Setting the right expectations

Due to the impetus surrounding artificial intelligence in the media, chatbots are widely regarded as one-stop solutions that make all business operations effective. However, this is an exaggerated and flawed view of reality. It is essential that the service provider sets the right expectations for their clients. Users should be aware of the chatbot's capabilities and limits before deploying them. Here are some sticky points to take into consideration:

Internal Marketing: Before implementing a chatbot, all users should be aware of the various use cases, capabilities, and benefits of this new tool. If employees are not fully aware of the bot’s purpose, operation and limitations, you will end up with a low adoption rate, lower returns on the project and, more than likely, a project’s failure.

Identifying a champion User: Most teams or internal departments will be able to work with, or around, the chatbot that you are implementing, however, it is important to identify a champion from each of these target groups and to keep that user in charge of the bot's operation.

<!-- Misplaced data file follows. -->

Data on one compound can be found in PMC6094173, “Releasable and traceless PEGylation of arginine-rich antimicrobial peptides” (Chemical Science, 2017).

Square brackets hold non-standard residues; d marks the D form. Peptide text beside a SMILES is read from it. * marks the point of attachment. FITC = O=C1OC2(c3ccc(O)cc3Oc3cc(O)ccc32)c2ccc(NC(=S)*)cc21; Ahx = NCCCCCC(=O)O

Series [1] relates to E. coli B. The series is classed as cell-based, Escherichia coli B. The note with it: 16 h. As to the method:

The right time to market: Large corporations may have thousands of employees in many departments scattered across different countries and languages. It can take a long time for the implementation specialists to take into consideration the needs and nuances of all business disciplines and cultures involved in that organization. Forcing large sections of such an organization to wait for a chatbot to catch up can dampen the excitement and lead to a limited adoption.

NLP and Machine Learning

Your users should not only accept the chatbots but also find them genuinely useful, relatable and reliable. In short, your users should like/love your chatbots. These users should be well aware of the capabilities of the chatbot. Since these “animals” are not fully involved in all human-level conversations, they must provide a sense of meaningful communication and people must be satisfied with the response, down to the words and accent that they use to interact. Incorporating NLP and Machine Learning into your chatbots is an essential component of personalized user experience.

Measuring the success of your chatbot